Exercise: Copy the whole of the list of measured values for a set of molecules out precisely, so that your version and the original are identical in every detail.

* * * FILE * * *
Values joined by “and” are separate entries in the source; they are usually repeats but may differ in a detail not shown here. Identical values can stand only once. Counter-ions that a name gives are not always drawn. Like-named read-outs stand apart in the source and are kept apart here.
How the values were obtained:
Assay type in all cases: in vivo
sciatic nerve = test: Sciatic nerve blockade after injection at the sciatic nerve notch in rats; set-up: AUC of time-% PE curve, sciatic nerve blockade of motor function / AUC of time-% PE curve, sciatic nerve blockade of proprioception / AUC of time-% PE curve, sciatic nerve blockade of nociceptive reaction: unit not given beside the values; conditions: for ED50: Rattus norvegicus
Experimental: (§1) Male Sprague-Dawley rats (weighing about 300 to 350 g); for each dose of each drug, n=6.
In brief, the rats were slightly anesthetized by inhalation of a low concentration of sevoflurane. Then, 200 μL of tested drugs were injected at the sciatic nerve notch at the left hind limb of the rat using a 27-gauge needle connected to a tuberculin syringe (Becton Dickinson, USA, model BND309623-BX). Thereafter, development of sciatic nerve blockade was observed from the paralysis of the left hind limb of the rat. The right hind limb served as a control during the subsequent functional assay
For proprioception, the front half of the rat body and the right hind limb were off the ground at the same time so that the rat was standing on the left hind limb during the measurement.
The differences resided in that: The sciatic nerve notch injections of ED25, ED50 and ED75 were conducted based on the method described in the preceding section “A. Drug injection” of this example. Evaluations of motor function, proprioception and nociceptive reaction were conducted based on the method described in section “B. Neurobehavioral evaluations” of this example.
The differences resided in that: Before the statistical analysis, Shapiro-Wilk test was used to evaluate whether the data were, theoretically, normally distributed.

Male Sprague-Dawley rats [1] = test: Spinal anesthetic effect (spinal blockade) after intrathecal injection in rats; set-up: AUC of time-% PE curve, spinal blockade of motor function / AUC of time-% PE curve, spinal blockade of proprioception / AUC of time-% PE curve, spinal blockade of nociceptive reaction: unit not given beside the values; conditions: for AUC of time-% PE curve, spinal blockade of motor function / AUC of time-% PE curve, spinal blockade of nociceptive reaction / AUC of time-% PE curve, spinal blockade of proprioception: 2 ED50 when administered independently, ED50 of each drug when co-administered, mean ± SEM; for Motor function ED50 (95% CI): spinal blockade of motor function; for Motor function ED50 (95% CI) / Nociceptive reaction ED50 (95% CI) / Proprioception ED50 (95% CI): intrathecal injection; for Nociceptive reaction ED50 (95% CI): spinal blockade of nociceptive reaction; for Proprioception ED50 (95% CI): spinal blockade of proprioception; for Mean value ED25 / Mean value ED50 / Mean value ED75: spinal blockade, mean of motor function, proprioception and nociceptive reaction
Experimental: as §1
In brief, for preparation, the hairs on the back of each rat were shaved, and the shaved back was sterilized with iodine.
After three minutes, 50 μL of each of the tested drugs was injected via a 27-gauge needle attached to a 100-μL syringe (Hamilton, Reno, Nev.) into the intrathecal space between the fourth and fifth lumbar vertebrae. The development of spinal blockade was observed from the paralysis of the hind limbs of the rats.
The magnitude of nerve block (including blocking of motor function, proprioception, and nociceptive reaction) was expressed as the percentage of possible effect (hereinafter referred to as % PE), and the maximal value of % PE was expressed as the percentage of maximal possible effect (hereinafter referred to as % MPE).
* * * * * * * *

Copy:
Values joined by “and” are separate entries in the source; they are usually repeats but may differ in a detail not shown here. Identical values can stand only once. Counter-ions that a name gives are not always drawn. Like-named read-outs stand apart in the source and are kept apart here.
How the values were obtained:
Assay type in all cases: in vivo
sciatic nerve = test: Sciatic nerve blockade after injection at the sciatic nerve notch in rats; set-up: AUC of time-% PE curve, sciatic nerve blockade of motor function / AUC of time-% PE curve, sciatic nerve blockade of proprioception / AUC of time-% PE curve, sciatic nerve blockade of nociceptive reaction: unit not given beside the values; conditions: for ED50: Rattus norvegicus
Experimental: (§1) Male Sprague-Dawley rats (weighing about 300 to 350 g); for each dose of each drug, n=6.
In brief, the rats were slightly anesthetized by inhalation of a low concentration of sevoflurane. Then, 200 μL of tested drugs were injected at the sciatic nerve notch at the left hind limb of the rat using a 27-gauge needle connected to a tuberculin syringe (Becton Dickinson, USA, model BND309623-BX). Thereafter, development of sciatic nerve blockade was observed from the paralysis of the left hind limb of the rat. The right hind limb served as a control during the subsequent functional assay
For proprioception, the front half of the rat body and the right hind limb were off the ground at the same time so that the rat was standing on the left hind limb during the measurement.
The differences resided in that: The sciatic nerve notch injections of ED25, ED50 and ED75 were conducted based on the method described in the preceding section “A. Drug injection” of this example. Evaluations of motor function, proprioception and nociceptive reaction were conducted based on the method described in section “B. Neurobehavioral evaluations” of this example.
The differences resided in that: Before the statistical analysis, Shapiro-Wilk test was used to evaluate whether the data were, theoretically, normally distributed.

Male Sprague-Dawley rats [1] = test: Spinal anesthetic effect (spinal blockade) after intrathecal injection in rats; set-up: AUC of time-% PE curve, spinal blockade of motor function / AUC of time-% PE curve, spinal blockade of proprioception / AUC of time-% PE curve, spinal blockade of nociceptive reaction: unit not given beside the values; conditions: for AUC of time-% PE curve, spinal blockade of motor function / AUC of time-% PE curve, spinal blockade of nociceptive reaction / AUC of time-% PE curve, spinal blockade of proprioception: 2 ED50 when administered independently, ED50 of each drug when co-administered, mean ± SEM; for Motor function ED50 (95% CI): spinal blockade of motor function; for Motor function ED50 (95% CI) / Nociceptive reaction ED50 (95% CI) / Proprioception ED50 (95% CI): intrathecal injection; for Nociceptive reaction ED50 (95% CI): spinal blockade of nociceptive reaction; for Proprioception ED50 (95% CI): spinal blockade of proprioception; for Mean value ED25 / Mean value ED50 / Mean value ED75: spinal blockade, mean of motor function, proprioception and nociceptive reaction
Experimental: as §1
In brief, for preparation, the hairs on the back of each rat were shaved, and the shaved back was sterilized with iodine.
After three minutes, 50 μL of each of the tested drugs was injected via a 27-gauge needle attached to a 100-μL syringe (Hamilton, Reno, Nev.) into the intrathecal space between the fourth and fifth lumbar vertebrae. The development of spinal blockade was observed from the paralysis of the hind limbs of the rats.
The magnitude of nerve block (including blocking of motor function, proprioception, and nociceptive reaction) was expressed as the percentage of possible effect (hereinafter referred to as % PE), and the maximal value of % PE was expressed as the percentage of maximal possible effect (hereinafter referred to as % MPE).